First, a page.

. . . Seven days now this womb of sacred waters
Has made its marriage with oblivion
Over the sounding cliff of rock and I
Amalivaca in this tiny wedge
Driven between the witness centuries,
Have drowned my mind within the moving flood,
Married my human to watery particles
Searching the smoothness secret of its power.

There is an ideal Kaieteur of souls
Forever falling finally to death
Dropping their colour, shape and their lost form
From height of time into eternity. . . .

From  Amalivaca  by AJ Seymour    

We received this photograph and these lines of poetry from Mark McWatt who says “This photo was taken by me in 1991, and the passage is from the poem ‘Amalivaca’ by AJ Seymour, whose work seems sadly forgotten these days.”  He explains further “blame Vladimir Lucien for this… the first thing I saw on FaceBook this morning was a quote he posted from Wilson Harris’s poem ‘Amazon’ and that got me thinking of poems about Guyana’s interior…”

McWatt also sent the contents of a very brief exchange with artist and poet Stanley Greaves attached to this remark which went as follows:

Greaves: “Dancer Helen Taitt once produced a dance theatre show by that name at Queen’s College. She was principal dancer as well. I did the stage design. The overture was a composition by one of the Pilgrim brothers from that Musical family.  The poetry of A.J Seymour is not mentioned these days… as is Wilson Harris’ poems written in Guyana. Mahadai Das was also an exceptional poet hardly if ever quoted. All I can say is that poetry always had a very limited following.

McWatt: “I remember hearing about the show ‘Amalivaca’, but never saw it… Perhaps when Guyanese get over the racial/political turmoil and all the corruption and can think of poetry and the arts again Seymour and Mahadai Das and others will be read and treasured again…”

(Photo by Mark McWatt, 1991)

In fact, the picture of the waterfalls and the lines from Seymour’s poem Amalivaca seem to belong together and one may say they inspire each other.  Through the lines quoted here we are in the presence of a sample of the best of Seymour poetry. He delves into what McWatt would describe as “interiors of the mind,” integrating the awesome depth of Guyana’s interior landscape with a concept of a dialogue with the unfathomable unconscious inner depths of the mind – Wilson Harris’ “heartland.”  It is a metaphysical relationship very often engaged by Harris and McWatt and, in a few poems such as this one, sometimes achieved by Seymour.

Critic (and poet) Edward Baugh remarked that Seymour demonstrates an interest in the Romantic associations of history.  Surely that is to be found in poems like There Runs A Dream and in his choice of treatment given to some landscape poems and legends.  But he can also achieve this interior dialogue with his subject as he does with Amalivaca and Shaman.  Yet his treatment of Amerindian legends is a good example of what Baugh talks about.

Amalivaca is one of these legends.  The poem takes on greater significance at this time because September is celebrated in the Republic of Guyana as Amerindian Heritage Month.  The hero, demi-god Amalivaca is a legendary / mythical character in Amerindian tales.  He is featured in the works of Rev WH Brett, who recorded and re-wrote Amerindian myths and legends and also published The Indian Tribes of Guiana (1868); Alexander Von Humboldt (1769-1859), theorist in the philosophy of geography and founder of bio-geography; and Odeen Ishmael, Guyana Legends: Folktales of the Indigenous Indians.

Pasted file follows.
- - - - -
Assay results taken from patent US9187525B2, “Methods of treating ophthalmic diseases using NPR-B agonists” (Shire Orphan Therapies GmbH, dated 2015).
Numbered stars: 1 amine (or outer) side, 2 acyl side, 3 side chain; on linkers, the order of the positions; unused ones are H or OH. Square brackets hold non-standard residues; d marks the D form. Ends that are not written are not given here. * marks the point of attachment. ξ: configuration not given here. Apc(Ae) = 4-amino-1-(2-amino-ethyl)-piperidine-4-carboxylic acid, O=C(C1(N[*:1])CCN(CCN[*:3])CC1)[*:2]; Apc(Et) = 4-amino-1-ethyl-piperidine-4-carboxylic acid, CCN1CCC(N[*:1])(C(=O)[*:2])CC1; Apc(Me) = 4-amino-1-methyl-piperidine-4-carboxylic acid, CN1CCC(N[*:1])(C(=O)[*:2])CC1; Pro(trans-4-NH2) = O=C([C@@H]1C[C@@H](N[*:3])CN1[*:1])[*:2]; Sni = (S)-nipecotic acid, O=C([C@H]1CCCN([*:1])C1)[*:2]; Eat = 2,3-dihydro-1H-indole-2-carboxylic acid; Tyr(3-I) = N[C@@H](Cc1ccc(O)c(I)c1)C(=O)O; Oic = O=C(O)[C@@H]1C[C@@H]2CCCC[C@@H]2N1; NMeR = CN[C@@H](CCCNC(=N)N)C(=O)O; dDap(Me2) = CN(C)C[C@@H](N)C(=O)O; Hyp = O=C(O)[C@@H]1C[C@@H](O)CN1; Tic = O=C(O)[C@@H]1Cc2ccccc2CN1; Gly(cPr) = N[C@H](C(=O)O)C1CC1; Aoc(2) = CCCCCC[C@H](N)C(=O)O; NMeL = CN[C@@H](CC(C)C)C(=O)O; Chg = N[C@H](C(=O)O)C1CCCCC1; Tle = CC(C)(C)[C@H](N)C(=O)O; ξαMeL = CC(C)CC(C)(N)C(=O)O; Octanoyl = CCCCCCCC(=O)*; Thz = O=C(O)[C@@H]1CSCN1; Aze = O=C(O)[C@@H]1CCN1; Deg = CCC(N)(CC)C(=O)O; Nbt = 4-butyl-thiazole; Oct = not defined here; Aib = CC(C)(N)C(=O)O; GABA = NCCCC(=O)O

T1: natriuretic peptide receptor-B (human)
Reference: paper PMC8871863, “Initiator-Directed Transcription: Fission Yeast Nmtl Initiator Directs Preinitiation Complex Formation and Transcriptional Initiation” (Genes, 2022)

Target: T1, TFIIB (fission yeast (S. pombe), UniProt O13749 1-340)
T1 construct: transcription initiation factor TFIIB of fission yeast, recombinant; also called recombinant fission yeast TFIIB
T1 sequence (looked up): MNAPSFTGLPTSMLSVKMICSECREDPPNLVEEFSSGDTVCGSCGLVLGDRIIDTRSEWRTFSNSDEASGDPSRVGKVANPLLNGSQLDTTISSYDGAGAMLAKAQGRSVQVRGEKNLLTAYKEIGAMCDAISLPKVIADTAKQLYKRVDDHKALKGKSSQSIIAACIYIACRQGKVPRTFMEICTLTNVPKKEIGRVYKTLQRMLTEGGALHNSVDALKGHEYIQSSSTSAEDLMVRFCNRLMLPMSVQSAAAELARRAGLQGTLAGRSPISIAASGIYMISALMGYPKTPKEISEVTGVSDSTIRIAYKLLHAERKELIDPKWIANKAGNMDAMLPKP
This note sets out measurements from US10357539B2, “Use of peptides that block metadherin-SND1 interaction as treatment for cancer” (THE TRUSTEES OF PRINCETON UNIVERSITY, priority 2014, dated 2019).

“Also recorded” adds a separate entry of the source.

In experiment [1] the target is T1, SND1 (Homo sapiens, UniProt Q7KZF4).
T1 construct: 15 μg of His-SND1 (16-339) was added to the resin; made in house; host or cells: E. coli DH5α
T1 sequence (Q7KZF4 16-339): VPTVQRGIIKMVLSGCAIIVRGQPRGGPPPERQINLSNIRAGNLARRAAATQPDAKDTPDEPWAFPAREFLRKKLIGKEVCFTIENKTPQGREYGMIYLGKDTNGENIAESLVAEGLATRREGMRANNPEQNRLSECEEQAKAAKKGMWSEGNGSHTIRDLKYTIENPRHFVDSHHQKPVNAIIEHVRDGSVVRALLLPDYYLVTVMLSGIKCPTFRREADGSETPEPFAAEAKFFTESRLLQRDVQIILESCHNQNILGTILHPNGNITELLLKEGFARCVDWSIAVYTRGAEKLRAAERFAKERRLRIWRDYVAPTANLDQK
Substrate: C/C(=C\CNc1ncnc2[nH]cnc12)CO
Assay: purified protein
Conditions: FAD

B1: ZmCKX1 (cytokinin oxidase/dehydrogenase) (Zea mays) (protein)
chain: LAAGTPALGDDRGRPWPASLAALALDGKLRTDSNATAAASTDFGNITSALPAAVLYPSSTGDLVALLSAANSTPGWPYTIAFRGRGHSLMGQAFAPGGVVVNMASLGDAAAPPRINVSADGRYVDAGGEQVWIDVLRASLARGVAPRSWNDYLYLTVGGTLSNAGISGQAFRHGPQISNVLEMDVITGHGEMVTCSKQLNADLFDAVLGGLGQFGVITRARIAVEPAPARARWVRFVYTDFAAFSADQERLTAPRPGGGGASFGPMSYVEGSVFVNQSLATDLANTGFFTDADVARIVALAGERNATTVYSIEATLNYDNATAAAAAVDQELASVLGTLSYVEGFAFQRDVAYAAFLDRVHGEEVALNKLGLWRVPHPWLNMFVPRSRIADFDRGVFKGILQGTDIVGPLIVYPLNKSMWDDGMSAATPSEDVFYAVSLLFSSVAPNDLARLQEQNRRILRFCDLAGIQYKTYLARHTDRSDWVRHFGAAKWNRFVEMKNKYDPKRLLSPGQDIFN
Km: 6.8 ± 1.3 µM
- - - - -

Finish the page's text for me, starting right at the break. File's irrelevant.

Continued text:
The epic and heroic treatment that he is given is quite fitting in the context of Amerindian Heritage Month as it is something to celebrate in the Amerindian ethos, Amerindian literature and its contribution to Guyanese literature.  Amalivaca arrived sailing in his canoe in the Essequibo Region when it was covered by great floods and the rivers overflowed their banks.  He was responsible for the presence of the rock drawings and petroglyphs or timehri because he carved them out on rocks as landmarks while finding his way around in the flooded streams.  He is known for his great benevolence; he taught the people several methods of sustainable living including farming, conservation, the making of better canoes and even caused the tide to flow in two directions – up the river channels at high tide and downwards at low tide.

In the story of Amalivaca it is often difficult to distinguish between myth and history, particularly in the retelling of his time spent with the various peoples by novelist Jan Carew.  Carew wrote The Coming of Amalivaca (Guyana Book Foundation, 1998; illustrated by Danuta Radzik).  There is factual evidence of his residence in these places such as the timehri which became exposed when the flood subsided and the Drum of Amalivaca, a hollow rock outside his former dwelling house.

Seymour’s is epic treatment of the heroic along with a sense of human tragedy.  He has a similar approach to another legend that he dramatises – The Legend of Kaieteur which is the myth behind the naming and mysteries of the Kaieteur Falls.  There are variants to this myth but Seymour chooses the most noble and heroic.

In the extract from Part II of Amalivaca selected by McWatt and reproduced here there is reference to “an ideal Kaieteur of souls” which speaks of the mighty falls and refers to its grandeur as a metaphor for the human soul.  This would certainly have appealed to McWatt who appreciates the landscape and its extensions of meaning.  He spent many years in the interior, including his formative years, and it has had an indelible effect on his consciousness, his poetry and his fiction.  It is not surprising that these two stanzas from Seymour, among the best crafted and the most metaphysical in the long poem, would have appealed to and inspired him as soon as he got to “thinking of poems about Guyana’s interior.”

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